Praise for Broken Glass:
A dizzying combination of erudition, bawdy humour and linguistic effervescence(Melissa McClements Financial Times 2009-04-25)
Broken Glass is a comic romp that releases Mabanckou's sense of humour. Although its cultural and intertextual musings could fuel innumerable doctorates, the real meat of Broken Glass is its comic brio, and Mabanckou's jokes work the whole spectrum of humour (Tibor Fischer Guardian 2009-02-21)
Deserves the acclaim heaped upon it... a thought-provoking glimpse into a stricken country (Waterstone's Books Quarterly 2009-02-02)
Broken Glass proves to be an obsessive, slyly playful raconteur... the prose runs wild to weave endless sentences, their rhythm and pace attuned to the narrator's rhetorical extravagances... With his sourly comic recollections, Broken Glass makes a fine companion (Peter Carty Independent 2009-04-09)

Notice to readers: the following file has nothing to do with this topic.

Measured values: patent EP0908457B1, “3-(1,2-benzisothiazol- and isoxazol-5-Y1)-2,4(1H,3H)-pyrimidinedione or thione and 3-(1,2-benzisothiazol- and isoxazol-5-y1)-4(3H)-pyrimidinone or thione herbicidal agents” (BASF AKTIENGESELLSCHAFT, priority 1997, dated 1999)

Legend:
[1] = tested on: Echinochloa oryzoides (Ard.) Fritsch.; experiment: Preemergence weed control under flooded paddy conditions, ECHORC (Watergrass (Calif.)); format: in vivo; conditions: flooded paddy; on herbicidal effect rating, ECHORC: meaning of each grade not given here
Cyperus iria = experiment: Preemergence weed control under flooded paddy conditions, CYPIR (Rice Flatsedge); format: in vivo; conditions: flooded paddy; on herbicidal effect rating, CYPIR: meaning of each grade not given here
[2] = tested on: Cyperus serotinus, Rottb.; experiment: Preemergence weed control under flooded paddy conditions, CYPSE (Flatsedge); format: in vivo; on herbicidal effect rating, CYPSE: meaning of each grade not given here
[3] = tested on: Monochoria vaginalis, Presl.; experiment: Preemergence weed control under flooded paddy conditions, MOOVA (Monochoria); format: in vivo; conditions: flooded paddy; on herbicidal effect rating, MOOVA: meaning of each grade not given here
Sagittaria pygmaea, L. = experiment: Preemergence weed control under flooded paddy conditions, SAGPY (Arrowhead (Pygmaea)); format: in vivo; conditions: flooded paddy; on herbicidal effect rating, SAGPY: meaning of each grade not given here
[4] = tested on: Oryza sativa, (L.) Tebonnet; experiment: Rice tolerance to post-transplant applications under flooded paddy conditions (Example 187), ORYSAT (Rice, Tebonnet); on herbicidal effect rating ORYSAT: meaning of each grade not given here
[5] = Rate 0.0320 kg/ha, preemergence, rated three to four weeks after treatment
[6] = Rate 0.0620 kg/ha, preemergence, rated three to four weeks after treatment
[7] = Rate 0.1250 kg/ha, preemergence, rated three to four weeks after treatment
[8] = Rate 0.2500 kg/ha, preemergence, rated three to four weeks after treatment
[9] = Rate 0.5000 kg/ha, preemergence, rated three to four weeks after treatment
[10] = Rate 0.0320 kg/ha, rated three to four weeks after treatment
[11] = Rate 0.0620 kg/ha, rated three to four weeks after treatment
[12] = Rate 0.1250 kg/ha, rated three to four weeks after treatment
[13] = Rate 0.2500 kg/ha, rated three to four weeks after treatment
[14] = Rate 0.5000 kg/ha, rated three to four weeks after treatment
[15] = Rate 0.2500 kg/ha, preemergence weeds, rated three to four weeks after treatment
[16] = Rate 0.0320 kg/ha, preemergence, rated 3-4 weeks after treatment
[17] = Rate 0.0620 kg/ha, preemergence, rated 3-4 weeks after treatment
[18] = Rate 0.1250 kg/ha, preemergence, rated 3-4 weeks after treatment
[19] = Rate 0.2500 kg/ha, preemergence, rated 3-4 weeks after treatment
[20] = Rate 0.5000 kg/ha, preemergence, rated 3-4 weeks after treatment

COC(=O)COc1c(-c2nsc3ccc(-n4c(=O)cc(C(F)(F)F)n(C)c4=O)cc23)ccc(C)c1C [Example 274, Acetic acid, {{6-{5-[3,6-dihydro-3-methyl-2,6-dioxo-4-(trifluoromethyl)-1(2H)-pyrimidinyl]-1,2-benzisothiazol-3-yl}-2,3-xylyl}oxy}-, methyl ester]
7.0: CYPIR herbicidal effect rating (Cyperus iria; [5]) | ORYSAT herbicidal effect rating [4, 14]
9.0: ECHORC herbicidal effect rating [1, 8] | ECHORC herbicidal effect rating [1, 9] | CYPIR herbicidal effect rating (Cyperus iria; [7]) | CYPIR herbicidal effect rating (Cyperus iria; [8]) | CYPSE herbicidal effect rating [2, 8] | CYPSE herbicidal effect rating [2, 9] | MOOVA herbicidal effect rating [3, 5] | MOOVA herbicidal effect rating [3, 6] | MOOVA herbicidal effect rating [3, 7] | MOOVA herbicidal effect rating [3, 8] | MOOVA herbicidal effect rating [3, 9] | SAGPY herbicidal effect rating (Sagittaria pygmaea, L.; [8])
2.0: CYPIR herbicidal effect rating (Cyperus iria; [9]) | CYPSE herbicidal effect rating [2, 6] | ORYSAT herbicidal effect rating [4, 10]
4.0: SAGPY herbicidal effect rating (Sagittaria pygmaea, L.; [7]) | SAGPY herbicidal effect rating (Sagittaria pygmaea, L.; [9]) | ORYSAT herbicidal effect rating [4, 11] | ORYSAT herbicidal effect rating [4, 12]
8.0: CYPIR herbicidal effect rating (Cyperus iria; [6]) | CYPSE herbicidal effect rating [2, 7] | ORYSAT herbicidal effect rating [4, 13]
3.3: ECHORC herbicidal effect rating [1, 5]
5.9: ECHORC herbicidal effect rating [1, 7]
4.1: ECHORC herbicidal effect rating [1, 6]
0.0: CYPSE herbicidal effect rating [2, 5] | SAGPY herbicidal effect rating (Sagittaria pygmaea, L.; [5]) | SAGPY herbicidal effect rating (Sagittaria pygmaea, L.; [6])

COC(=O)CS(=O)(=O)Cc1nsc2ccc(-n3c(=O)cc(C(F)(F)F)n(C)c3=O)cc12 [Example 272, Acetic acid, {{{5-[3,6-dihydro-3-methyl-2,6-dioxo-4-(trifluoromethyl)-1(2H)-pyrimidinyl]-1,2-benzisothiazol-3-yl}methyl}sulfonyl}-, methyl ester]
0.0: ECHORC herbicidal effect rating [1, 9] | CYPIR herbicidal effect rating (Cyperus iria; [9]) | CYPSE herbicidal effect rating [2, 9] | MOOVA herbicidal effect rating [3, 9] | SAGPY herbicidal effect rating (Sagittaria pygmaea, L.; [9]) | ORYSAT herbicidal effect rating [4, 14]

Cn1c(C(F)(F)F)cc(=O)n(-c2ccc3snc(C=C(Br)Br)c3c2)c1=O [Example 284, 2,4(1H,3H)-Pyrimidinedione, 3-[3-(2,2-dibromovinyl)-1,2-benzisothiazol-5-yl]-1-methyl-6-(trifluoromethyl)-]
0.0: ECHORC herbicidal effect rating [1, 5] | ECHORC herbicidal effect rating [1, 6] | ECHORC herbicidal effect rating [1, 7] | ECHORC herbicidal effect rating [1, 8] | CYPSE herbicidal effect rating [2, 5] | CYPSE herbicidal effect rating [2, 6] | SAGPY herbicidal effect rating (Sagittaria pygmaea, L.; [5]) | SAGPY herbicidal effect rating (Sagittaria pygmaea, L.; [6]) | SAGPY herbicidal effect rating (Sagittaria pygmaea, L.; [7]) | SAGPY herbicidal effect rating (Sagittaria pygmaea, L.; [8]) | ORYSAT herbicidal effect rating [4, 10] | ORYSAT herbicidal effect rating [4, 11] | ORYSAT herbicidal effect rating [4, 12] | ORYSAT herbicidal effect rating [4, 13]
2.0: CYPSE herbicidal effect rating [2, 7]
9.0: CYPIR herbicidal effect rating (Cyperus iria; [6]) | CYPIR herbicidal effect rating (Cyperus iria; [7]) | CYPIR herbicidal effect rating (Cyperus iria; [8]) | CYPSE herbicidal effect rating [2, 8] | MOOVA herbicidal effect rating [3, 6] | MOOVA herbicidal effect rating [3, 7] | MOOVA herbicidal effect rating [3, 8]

An incredibly funny novel, often rueful, on the edge of tragedy and imbued with the spirit of the French classics. There's a tremendous spirit, irreverence and humour in this book (Boyd Tonkin, Chair of the Judges for the Independent Foreign Fiction Prize 2010)
Mabanckou's narrative gains an uplifting momentum of its own (Emma Hagestadt Independent 2009-10-23)
Mabanckou's irreverent wit and madcap energy have made him a big name in France... surreal (Giles Foden Conde Nast Traveller 2011-05-01)
Magical realism meets black comedy in an excellent satire by an inventive and playful writer (Alastair Mabbott Herald 2011-05-07)
Africa's Samuel Beckett ... Mabanckou's freewheeling prose marries classical French elegance with Paris slang and a Congolese beat. It weds the oral culture of his mother to an omnivorous bibliophilia encouraged by his stepfather ... [Memoirs of a Porcupine] draws on oral lore and parables in its sly critique of those who use traditional beliefs as a pretext for violence (The Economist)
"Award-winning writer Mabanckou blends the surreal with some sour comic observation, and the dual perspective creates a sharp narrative." --"Booklist"
"[Mabanckou] has come to be known as Africa's Samuel Beckett . . . Mabanckou's freewheeling prose marries classical French elegance with Paris slang and a Congolese beat . . . The novel draws on oral lore and parables in its sly critique of those who use traditional beliefs as a pretext for violence." --"The Economist"